288 pp., 6.125 x 9.25, 15 halftones, notes, bibl., index
The Rise of an American Reform Movement, 1817-1921
Vegetarianism has been practiced in the United States since the country's founding, yet the early years of the movement have been woefully misunderstood and understudied. Through the Civil War, the vegetarian movement focused on social and political reform, but by the late nineteenth century, the movement became a path for personal strength and success in a newly individualistic, consumption-driven economy. This development led to greater expansion and acceptance of vegetarianism in mainstream society. So argues Adam D. Shprintzen in his lively history of early American vegetarianism and social reform. From Bible Christians to Grahamites, the American Vegetarian Society to the Battle Creek Sanitarium, Shprintzen explores the diverse proponents of reform-motivated vegetarianism and explains how each of these groups used diet as a response to changing social and political conditions.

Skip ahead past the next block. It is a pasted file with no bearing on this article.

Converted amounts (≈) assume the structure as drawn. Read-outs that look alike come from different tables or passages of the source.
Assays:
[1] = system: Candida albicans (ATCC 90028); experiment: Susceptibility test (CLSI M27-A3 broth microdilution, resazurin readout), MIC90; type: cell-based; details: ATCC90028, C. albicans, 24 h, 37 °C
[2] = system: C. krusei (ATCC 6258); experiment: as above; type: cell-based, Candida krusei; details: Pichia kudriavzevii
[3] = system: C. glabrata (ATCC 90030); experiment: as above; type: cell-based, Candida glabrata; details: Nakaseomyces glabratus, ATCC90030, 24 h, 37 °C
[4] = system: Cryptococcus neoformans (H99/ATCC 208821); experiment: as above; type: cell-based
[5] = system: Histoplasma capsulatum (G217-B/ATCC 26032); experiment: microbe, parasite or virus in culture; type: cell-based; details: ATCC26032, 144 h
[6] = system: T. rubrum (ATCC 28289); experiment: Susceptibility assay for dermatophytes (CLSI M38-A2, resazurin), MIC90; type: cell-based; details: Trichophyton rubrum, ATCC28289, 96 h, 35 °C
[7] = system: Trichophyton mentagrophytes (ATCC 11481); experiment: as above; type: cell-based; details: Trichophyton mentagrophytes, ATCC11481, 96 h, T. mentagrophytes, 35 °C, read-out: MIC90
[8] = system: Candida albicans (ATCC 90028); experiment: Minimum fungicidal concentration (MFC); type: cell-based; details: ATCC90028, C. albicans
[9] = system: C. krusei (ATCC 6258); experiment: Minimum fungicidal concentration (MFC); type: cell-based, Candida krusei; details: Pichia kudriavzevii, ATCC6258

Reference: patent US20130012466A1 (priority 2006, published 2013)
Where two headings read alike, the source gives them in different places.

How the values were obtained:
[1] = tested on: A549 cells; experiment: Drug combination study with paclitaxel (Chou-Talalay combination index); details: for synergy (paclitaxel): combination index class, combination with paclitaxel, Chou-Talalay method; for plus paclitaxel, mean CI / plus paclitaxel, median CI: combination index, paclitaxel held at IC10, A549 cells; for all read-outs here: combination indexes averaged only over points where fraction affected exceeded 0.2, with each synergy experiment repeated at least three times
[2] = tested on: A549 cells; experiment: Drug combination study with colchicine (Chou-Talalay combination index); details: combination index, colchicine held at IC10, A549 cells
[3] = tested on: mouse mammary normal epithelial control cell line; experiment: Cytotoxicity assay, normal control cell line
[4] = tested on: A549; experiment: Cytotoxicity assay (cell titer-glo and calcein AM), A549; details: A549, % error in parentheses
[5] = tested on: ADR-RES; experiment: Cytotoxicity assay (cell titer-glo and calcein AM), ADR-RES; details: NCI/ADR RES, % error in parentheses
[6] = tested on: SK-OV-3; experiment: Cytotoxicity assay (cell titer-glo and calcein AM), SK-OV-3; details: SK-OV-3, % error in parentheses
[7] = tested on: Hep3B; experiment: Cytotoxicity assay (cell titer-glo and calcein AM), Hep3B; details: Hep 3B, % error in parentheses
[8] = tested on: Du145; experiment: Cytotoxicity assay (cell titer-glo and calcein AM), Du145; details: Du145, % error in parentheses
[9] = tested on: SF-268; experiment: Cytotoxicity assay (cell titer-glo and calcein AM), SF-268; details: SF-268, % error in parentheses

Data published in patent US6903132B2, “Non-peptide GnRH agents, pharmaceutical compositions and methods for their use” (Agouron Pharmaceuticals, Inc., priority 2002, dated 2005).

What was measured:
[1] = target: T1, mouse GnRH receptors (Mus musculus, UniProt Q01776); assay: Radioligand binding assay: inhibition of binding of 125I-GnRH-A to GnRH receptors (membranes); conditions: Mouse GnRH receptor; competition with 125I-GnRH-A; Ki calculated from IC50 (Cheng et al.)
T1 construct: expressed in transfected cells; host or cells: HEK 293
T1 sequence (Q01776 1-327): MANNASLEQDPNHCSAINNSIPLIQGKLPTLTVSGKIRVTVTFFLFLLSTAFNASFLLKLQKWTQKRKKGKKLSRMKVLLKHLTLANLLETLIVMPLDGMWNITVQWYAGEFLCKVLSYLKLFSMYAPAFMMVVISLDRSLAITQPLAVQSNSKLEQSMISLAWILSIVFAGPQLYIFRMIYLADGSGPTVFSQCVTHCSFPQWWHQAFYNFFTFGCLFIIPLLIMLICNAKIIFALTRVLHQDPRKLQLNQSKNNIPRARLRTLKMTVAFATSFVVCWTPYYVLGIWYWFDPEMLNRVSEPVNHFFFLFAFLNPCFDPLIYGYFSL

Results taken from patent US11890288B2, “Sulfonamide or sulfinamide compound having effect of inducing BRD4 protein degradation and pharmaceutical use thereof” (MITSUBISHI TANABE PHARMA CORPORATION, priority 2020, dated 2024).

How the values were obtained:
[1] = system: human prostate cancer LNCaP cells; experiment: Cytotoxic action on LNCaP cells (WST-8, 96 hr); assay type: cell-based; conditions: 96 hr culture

By examining the advocates of vegetarianism, including institutions, organizations, activists, and publications, Shprintzen explores how an idea grew into a nationwide community united not only by diet but also by broader goals of social reform.
"This unique, readable history of the vegetarian movement in America reveals its deep roots . . . [and] will make fascinating reading for proponents of a healthy lifestyle and students of Americana alike."
"This well-researched and accessible work is recommended for readers of U.S. social history and for vegetarians interested in knowing that the roots of their movement go deeper than the publication of Peter Singer's Animal Liberation and the founding of People for the Ethical Treatment of Animals. Fans of culinary history books . . . will also find much to love here."
“Shprintzen’s original and probing book offers many ideas for researchers and writers to explore.”
--History News Network
“History comes back to life in [The Vegetarian Crusade].”
“An excellent overview of the US vegetarian movement. . . [with] lucid, lively prose . . . . Highly recommended. All academic, general, and professional food history collections.”
"This important book unravels the ideological and organizational roots of what is today a powerful quickly growing dietary movement and how it moved from the fringes to mainstream. It introduces a host of colorful figures such as Sylvester Graham, William Alcott and John Harvey Kellogg and the many battles they fought in the early years of American vegetarianism. A fascinating story with surprises at every step."
--Ken Albala, professor of history, University of the Pacific
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